The Matiatia Headland Walkway was the trade-off for our winery indulgence. Another hot tip from Sharon, the walkway was indeed stunning. It took us to the top of a ridge overlooking sparkling jewels of bays where dozens of yachts and launches were anchored, past World War 2 bunkers dug into the hillside, reminders of the role Waiheke Island played in defending Auckland from attack, and down to pretty Cable Bay.

A sign advised us that the next part of the track was suitable for experienced trampers only. Veterans of many a South Island alpine track, we forged boldly ahead wondering what sort of hazards lay ahead. We climbed steeply from the bay to a spectacular cliff-top track with views of the rocky shore and Rangitoto Island and Auckland in the misty distance. This part of the walk offered the added bonus of skirting the fringe of an exclusive gated compound and was indeed potentially dangerous due to the temptation to ogle the opulent mansions, manicured gardens and sculptures instead of paying attention to the track.

That evening we took a chilly bin packed with nibbles, wine and beer down to idyllic Palm Beach where we joined hundreds of couples, family groups, dog walkers and grandparents with little ones, enjoying the mild, autumn evening and savouring the last of the golden weather.

Lunch at Man O' War Vineyard was the focus of the next day. The picturesque pebble and shell beach in front of the tasting house was abuzz with families and yachties rowing or motoring ashore in smart white tenders to sip wine and graze from platters under the trees at the winery. We ordered two delicious platters for four of us and a superb Man O' War pinot gris. The family-friendliness of the establishment ensured great business for the winery on that Easter Sunday.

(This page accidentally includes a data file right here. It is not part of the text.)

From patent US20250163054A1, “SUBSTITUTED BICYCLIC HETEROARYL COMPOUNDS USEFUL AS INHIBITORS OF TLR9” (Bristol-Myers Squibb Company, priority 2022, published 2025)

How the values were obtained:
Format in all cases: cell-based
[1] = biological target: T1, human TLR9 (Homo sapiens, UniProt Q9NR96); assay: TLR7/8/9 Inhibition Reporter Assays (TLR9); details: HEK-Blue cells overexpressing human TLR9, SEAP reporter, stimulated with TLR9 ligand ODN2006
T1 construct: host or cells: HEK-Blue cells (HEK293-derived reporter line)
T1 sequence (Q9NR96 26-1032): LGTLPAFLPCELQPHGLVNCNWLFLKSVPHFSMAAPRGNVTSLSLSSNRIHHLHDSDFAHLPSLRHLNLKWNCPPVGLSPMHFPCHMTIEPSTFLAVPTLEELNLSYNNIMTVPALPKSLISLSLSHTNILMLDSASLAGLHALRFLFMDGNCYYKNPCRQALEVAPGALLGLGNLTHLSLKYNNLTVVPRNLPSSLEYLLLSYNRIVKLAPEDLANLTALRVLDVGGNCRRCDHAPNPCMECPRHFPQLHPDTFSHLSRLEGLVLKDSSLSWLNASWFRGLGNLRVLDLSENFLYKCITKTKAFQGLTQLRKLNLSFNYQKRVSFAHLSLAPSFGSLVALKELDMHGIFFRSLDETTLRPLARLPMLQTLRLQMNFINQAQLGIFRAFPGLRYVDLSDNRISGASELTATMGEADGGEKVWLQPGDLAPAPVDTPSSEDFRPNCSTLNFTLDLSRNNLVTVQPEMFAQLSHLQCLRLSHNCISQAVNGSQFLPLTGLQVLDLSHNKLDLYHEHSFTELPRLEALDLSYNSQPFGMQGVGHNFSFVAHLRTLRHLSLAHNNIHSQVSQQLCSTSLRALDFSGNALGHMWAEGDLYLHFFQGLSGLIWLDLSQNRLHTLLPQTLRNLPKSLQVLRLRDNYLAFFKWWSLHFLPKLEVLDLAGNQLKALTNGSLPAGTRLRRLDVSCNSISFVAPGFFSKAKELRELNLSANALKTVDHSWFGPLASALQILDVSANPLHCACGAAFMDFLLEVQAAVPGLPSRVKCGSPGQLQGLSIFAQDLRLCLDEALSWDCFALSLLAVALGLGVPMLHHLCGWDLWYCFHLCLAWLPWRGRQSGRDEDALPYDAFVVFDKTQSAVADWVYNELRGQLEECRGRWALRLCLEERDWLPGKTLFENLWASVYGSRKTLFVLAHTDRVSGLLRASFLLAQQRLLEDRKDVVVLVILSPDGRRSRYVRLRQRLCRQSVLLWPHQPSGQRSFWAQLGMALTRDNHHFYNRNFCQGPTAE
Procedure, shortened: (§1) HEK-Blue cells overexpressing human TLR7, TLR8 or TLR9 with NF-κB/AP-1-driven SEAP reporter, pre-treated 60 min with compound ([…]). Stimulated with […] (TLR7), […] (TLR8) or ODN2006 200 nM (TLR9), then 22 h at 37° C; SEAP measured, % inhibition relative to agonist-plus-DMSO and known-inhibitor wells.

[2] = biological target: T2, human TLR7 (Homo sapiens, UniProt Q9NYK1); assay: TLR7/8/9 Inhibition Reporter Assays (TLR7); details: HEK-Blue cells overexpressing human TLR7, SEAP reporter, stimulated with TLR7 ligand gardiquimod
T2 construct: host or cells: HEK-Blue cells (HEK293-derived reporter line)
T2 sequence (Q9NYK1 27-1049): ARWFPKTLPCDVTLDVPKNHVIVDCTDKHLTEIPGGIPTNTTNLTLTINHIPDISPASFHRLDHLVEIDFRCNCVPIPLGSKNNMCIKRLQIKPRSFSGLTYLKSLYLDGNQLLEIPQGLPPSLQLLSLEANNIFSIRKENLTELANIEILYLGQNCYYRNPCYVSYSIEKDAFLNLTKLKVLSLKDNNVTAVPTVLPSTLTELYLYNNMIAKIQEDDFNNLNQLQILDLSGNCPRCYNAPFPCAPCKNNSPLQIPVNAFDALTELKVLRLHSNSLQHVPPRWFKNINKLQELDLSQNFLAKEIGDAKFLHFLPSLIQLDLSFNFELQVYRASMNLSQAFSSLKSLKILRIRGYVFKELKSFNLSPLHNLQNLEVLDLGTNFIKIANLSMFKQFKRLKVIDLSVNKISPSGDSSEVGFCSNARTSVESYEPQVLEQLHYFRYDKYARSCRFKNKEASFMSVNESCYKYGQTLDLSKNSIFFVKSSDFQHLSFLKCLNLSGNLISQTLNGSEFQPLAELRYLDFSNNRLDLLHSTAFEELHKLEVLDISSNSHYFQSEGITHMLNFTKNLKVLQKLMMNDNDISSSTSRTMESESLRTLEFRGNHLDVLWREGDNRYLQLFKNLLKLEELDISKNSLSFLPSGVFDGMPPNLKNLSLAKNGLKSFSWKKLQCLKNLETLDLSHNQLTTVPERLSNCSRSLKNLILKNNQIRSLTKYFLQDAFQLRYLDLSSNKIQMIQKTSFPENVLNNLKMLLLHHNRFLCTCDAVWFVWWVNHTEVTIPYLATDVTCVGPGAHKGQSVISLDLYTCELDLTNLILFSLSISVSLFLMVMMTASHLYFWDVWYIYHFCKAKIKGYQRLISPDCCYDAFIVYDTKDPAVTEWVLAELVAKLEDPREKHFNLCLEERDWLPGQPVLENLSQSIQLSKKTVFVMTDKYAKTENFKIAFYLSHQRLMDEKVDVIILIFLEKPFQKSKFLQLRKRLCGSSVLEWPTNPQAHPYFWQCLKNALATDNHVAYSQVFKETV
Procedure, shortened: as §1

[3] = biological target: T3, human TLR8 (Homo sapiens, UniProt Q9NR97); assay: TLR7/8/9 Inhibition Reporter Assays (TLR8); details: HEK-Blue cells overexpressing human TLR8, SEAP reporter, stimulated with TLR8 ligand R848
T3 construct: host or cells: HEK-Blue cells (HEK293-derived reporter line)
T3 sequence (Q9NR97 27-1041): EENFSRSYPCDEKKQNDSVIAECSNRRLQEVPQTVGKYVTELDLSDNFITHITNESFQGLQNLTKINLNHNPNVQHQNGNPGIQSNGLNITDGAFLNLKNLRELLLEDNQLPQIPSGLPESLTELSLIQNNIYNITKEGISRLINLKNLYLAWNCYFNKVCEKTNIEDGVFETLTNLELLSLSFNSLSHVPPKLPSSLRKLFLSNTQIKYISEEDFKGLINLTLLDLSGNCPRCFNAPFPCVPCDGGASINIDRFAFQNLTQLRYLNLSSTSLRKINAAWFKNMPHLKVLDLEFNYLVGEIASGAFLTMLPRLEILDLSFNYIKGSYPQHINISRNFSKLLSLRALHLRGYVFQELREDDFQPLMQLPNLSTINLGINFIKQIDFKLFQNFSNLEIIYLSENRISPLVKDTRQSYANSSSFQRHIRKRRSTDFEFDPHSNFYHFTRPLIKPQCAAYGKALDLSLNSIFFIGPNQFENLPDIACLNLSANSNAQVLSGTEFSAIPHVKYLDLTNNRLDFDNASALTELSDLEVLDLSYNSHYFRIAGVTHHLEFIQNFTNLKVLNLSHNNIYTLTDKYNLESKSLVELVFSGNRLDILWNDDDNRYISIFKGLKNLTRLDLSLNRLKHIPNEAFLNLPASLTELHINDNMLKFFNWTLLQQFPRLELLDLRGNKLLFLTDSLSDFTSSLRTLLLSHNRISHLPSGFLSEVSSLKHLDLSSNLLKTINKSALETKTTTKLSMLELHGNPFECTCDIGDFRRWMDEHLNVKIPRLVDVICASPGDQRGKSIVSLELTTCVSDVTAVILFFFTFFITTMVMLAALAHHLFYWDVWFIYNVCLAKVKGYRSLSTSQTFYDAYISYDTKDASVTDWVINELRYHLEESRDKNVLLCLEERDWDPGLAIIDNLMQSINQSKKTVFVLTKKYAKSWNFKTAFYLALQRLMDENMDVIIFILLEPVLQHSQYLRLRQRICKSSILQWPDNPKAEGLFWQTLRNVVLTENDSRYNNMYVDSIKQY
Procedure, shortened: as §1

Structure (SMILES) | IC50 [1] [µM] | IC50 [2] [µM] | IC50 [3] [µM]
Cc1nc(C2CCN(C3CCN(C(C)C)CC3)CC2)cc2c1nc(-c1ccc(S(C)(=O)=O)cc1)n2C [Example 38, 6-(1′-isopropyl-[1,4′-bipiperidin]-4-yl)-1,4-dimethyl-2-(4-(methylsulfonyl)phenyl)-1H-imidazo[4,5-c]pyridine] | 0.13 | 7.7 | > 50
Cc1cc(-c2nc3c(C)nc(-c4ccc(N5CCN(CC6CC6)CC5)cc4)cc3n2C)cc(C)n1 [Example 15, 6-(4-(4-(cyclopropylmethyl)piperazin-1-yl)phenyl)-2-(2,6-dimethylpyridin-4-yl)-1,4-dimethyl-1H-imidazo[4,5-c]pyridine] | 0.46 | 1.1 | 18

Our token walk for what was left of the day was along Palm Beach and the adjacent secluded nude beach - where a few brave souls with alarmingly white bodies were attempting to sunbathe and swim, au naturelle, away from curious eyes - up a track above the beach and back home through an area of lovely tropical bush.

Keen to maintain the beach theme and avoid restaurants with scary surcharges, that evening we feasted on yummy fish and chips in newspaper from a shop right by the beach.

With an exercise deficit to make up for, we spent our last day exploring Stoney Batter Historic Reserve, learning about the fascinating history of the WW2 military installations at the far northeastern end of the island.

Owned by the Department of Conservation, the area is a Category 1 Historic Place with three concrete gun emplacements and an extensive system of interconnected tunnels.

The area is also a nature reserve with unusual rock formations, walkways and fabulous views of the Hauraki Gulf.

Another of Waiheke's many drawcards is its micro climate. While Auckland appeared in the distance to be smothered in murky grey cloud, Waiheke's silvery dawns cleared to sunny, mild days, warm enough for swimming yet without the intense heat of the summer.

Our strategy, with its secret meetings, summit talks and trade-offs worked a treat - so much so, a joint communiqué was agreed upon at the end of the weekend to reconvene at Waiheke next Easter.

- nzherald.co.nz